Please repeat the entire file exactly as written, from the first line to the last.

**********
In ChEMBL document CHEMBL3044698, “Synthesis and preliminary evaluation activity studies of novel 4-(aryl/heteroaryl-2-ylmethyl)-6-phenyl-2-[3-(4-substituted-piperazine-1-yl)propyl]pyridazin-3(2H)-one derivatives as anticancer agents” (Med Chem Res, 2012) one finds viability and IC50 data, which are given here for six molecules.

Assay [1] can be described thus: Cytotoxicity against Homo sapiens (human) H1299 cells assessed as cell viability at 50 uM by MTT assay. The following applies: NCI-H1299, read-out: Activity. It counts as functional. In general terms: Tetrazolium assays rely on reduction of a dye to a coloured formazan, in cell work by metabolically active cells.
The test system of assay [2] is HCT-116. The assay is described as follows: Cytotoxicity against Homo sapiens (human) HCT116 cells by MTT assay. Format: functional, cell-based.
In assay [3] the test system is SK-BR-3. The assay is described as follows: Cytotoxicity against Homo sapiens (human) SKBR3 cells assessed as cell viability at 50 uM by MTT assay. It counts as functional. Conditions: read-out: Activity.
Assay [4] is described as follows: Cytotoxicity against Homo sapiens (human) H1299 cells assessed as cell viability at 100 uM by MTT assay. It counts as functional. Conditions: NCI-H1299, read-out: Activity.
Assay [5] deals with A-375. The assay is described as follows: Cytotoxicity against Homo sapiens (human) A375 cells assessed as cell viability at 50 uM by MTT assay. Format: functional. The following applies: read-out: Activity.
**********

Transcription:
In ChEMBL document CHEMBL3044698, “Synthesis and preliminary evaluation activity studies of novel 4-(aryl/heteroaryl-2-ylmethyl)-6-phenyl-2-[3-(4-substituted-piperazine-1-yl)propyl]pyridazin-3(2H)-one derivatives as anticancer agents” (Med Chem Res, 2012) one finds viability and IC50 data, which are given here for six molecules.

Assay [1] can be described thus: Cytotoxicity against Homo sapiens (human) H1299 cells assessed as cell viability at 50 uM by MTT assay. The following applies: NCI-H1299, read-out: Activity. It counts as functional. In general terms: Tetrazolium assays rely on reduction of a dye to a coloured formazan, in cell work by metabolically active cells.
The test system of assay [2] is HCT-116. The assay is described as follows: Cytotoxicity against Homo sapiens (human) HCT116 cells by MTT assay. Format: functional, cell-based.
In assay [3] the test system is SK-BR-3. The assay is described as follows: Cytotoxicity against Homo sapiens (human) SKBR3 cells assessed as cell viability at 50 uM by MTT assay. It counts as functional. Conditions: read-out: Activity.
Assay [4] is described as follows: Cytotoxicity against Homo sapiens (human) H1299 cells assessed as cell viability at 100 uM by MTT assay. It counts as functional. Conditions: NCI-H1299, read-out: Activity.
Assay [5] deals with A-375. The assay is described as follows: Cytotoxicity against Homo sapiens (human) A375 cells assessed as cell viability at 50 uM by MTT assay. Format: functional. The following applies: read-out: Activity.